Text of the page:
Descriptors and accounts of alcohol consumption: methodological issues piloted with female undergraduate drinkers in Scotland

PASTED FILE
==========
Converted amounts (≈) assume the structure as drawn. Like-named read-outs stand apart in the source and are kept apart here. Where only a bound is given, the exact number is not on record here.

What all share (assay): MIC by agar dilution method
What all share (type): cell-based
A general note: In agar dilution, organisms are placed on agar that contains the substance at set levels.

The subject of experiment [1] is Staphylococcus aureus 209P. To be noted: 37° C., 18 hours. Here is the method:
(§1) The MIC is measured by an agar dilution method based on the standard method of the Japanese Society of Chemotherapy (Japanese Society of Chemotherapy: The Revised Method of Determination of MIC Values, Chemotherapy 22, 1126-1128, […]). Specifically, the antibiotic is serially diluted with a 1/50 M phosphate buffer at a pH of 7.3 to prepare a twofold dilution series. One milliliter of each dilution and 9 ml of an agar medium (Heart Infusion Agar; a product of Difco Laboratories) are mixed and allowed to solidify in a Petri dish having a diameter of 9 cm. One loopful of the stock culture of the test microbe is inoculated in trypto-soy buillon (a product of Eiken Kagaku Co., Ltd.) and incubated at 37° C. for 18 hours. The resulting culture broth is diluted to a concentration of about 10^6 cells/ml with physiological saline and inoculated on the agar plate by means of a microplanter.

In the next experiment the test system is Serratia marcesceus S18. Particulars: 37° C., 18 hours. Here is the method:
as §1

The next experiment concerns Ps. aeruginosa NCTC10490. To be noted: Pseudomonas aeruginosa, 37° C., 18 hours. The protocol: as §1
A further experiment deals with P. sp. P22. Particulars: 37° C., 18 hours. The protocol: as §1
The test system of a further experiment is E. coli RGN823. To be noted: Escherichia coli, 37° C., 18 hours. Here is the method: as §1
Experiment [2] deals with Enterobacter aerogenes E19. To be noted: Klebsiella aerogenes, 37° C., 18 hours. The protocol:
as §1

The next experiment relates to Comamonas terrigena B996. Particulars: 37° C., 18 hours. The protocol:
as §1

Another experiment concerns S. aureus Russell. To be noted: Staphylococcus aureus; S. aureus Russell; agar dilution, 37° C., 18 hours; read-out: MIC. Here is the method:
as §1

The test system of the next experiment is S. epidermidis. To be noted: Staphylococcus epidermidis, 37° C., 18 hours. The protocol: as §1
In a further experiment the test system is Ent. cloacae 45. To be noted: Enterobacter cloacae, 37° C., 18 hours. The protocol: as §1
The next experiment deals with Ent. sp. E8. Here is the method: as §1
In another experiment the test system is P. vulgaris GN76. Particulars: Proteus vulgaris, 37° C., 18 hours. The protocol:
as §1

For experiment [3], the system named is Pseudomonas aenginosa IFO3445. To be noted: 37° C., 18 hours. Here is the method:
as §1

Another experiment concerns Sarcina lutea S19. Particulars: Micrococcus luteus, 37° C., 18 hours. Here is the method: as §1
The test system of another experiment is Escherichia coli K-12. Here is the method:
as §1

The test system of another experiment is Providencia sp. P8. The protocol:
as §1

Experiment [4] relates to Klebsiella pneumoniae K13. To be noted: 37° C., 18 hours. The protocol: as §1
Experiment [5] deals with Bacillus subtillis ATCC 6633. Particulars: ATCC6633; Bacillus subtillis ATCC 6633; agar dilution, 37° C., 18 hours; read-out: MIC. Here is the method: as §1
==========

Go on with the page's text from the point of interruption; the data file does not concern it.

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Excessive drinking among young women continues to attract adverse media attention and is the target of UK government-led initiatives. Reliable research on alcohol consumption is needed to inform/evaluate public health interventions. This pilot study, investigating descriptors of alcohol drinking in female Scottish undergraduate students, comprised: (i) self-completed questionnaire survey (n=95); (ii) interview plus test pouring of a ‘drink’ (n=19). Self-reports by 70% of drinkers (n=90) indicated alcohol consumption for the ‘week past’ meriting classification as ‘binge’ drinking, and 83% of this group reported drinking in this fashion at least fortnightly. However, binge-drinking may be under-estimated, since poured drinks were measured to be on average double the alcohol content for a standard drink, drinking often occurred outwith licensed premises, and respondents preferred to quantify consumption in (fractions of) bottles, rather than glasses. Qualitative analysis showed that interviewees oriented to drinking as an accountable practice but were unaware of the clinical definition of binge drinking. They defined it in terms of the effect of alcohol consumed on individual behaviour, not in absolute quantities. Given the unreliability of self-reported consumption, future health surveys and initiatives should consider ‘quantifying’ alcohol in a way more meaningful to the population of interest, in terms of effect.